MODERN FURNITURE AND FURNISHINGS

MODERN furniture is a true example of simplicity, for it is simplicity itself, both in design and from the point of view of cleaning.

For comfort and convenience the modern style has no competitor, and even the lover of antiques and period furniture has to admit, even though grudgingly, that for comfort old-fashioned pieces do not compare with those of the present day.

Two Articles in One

The designers of modern furniture have minimized work for the housekeeper, saved space by sometimes amalgamating two articles in one, and combined comfort and simplicity almost with a suggestion of severity. These are all in accordance with the design of the modern house, which, with its ow ceilings and fireplaces, plain doors, shallow casement windows and narrow rooms, often inclined to be small, oes not lend itself to overcrowding or the introduction of heavy furniture. Labour-saving Always THE present trend is to have every- thing as light, bright, airy and labour-saving as possible. Latter-day furniture aids and abets these desirable qualities. There is nothing dark, heavy or monotonous about thepieces, nor anything which gives other than the least amount of work in cleaning.

Imagine a heavy mahogany tall-boy in a modern bedroom! It would look altogether out of place and would not be shown to advantage, for though these articles are singularly handsome, they were designed for large and lofty apartments, not rooms where the ceilings are so low in comparison with the height of the tall-boy that they almost touch the top of the furniture. As a result of this tendency in architecture, the modern furniture is built on as low lines as possible so as to give the appearance of space and not make the rooms look overcrowded.

Brass bedsteads are things of the past, as is also the early wooden type with its high headpiece and foot of nearly the same height. The bed used to-day is one with a very low headpiece and the foot only sufficiently high to hide the actual bedding. Divans are much favoured because they give the appearance of space, and in the day-time can be made to look attractive with cushions thrown on and used to sit on instead of merely to look at. Weathered Oak and Light Walnut COR the double room twin bedsteads are more often used than a double bedstead. These, however, are often connected by means of the head-piece, which is made in one piece, allowing room for a table-cupboard between the two beds. Bookcases with table top.-? Are often attached at each end of the headpiece so that each occupant has a place in which to put anything that may be required cither during the night or in the morning. These tables are usually fitted with a lamp, and are made so that the early morning tea-tray fits on.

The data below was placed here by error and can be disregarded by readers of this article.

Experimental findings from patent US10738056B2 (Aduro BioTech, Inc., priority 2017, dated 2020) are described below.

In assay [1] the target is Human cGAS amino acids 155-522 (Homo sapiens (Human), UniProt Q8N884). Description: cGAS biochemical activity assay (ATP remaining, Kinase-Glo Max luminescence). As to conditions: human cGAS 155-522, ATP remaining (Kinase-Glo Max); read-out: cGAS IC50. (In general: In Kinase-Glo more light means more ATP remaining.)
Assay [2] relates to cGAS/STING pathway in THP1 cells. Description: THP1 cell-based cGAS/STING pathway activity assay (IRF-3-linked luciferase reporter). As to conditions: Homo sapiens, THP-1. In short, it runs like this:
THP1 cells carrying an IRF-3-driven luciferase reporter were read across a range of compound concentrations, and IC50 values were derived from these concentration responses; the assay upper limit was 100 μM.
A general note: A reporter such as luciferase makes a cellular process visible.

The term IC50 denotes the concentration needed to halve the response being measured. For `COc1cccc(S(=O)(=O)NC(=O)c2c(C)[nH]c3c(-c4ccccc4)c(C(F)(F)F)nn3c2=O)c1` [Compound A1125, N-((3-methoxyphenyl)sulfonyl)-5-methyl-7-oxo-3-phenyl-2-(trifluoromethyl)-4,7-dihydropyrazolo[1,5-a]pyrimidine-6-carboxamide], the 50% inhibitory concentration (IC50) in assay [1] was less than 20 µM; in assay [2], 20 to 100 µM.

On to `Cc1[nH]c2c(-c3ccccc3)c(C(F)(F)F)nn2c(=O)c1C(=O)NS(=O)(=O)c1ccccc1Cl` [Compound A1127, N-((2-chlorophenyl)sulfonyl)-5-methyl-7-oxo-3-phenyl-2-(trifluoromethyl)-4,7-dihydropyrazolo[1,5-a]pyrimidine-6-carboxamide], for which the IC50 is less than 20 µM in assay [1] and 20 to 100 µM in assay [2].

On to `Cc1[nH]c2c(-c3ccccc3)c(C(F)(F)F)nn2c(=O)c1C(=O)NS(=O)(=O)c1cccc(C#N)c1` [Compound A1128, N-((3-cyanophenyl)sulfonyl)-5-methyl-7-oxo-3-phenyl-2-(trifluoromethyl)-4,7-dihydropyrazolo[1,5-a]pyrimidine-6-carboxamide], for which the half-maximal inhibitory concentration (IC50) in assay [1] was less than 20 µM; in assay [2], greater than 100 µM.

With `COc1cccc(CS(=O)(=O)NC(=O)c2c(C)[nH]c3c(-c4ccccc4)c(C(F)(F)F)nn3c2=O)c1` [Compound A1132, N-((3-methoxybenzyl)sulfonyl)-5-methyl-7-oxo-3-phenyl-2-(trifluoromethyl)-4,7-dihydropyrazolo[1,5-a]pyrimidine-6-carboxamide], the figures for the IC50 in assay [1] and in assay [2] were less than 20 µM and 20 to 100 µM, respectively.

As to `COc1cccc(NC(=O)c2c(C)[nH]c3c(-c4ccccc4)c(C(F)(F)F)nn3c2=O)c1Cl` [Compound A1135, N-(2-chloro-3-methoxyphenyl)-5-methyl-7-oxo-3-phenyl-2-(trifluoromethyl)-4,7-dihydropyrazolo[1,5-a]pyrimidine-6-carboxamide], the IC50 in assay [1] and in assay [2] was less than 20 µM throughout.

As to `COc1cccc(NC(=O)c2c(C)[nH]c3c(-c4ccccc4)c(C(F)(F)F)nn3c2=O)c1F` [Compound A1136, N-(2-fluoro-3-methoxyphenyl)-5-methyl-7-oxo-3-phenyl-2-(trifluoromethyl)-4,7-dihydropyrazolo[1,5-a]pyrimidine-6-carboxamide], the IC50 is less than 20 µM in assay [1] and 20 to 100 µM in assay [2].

The woods chiefly used are weathered oak and light walnut. These, being fight in colour, also give the appearance of space. The colours also harmonize with the tone of the modern bedroom, which is made to look as restful as possible.

Built-in furniture such as wardrobes, dressing-tables and cupboards are in great demand. This does not mean that the wood has to be painted or stained and thus look shabby in the course of a few months, but that the actual furniture, made of whatever wood you may choose, is built into wall recesses simply to save space and labour. This makes a room very easy to keep clean, as there is no necessity to move anything other than an occasional chair and table.

Wash-basins in Colour

Washstands are also disappearing. These rather ugly pieces of furniture have been superseded by the modern method of having running hot and cold water in each bedroom. Wash-basins can be obtained in a large variety of colours, either on a pedestal or without. If the latter is chosen it is a good plan to have a cupboard built underneath and drawers on either side with plate glass on the top to form a table at each side of the basin for toilet requisites. The wood chosen for this cupboard should be the same as that used for the bedroom suite, otherwise it looks better painted.

Wardrobes are not built so high as formerly, and instead of the mirrors being on the outside, they are now concealed within. This does not moan that there is not sufficient room for clothes to hang without touching the bottom. It do?s mean, however, that the usual drawer ab the bottom for hats, etc., has been dispensed with. The wardrobe is either fitted with a separate compartment for millinery, or a millinery chest is supplied with the suite. A fitted wardrobe is usually used in a room which is occupied by a man.

The Dressing-table

Ornaments in a bedroom are reduced to a minimum. The dressing-table is no longer a museum. Often the only things on it are a bowl of flowers, a clock, and perhaps a photograph. A dressing-table set of enamel always looks bright, and can be obtained in colours to harmonize or contrast with any room. The top of the dressing-table is usually covered with plate

Mats are sometimes put under this glass, but it is usual to show the plain wood. This saves a considerable amount of laundering.

Colour from Accessories

Loose coverings and wallpapers in bed-A rooms are usually as plain as possible-It is the accessories which give the colour note to the room. A plain-colour pile carpet, brightened by occasional rugs, is perhaps the warmest floor-covering, because it cuts out draught. Unless the furniture is built in, this is not labour-saving, because to sweep the carpet all the furniture has to be moved in order to get close to the skirting. Linoleum or plain stained boards with a carpet or rugs is more practicable where there is a suite of furniture.

Bedspreads and eiderdowns are made to match, both being made of taffeta. This colour note can also be carried out in the curtains, which are usually made of plain coloured silk, lined on the outside with a neutral colour which matches those of the rest of the house.

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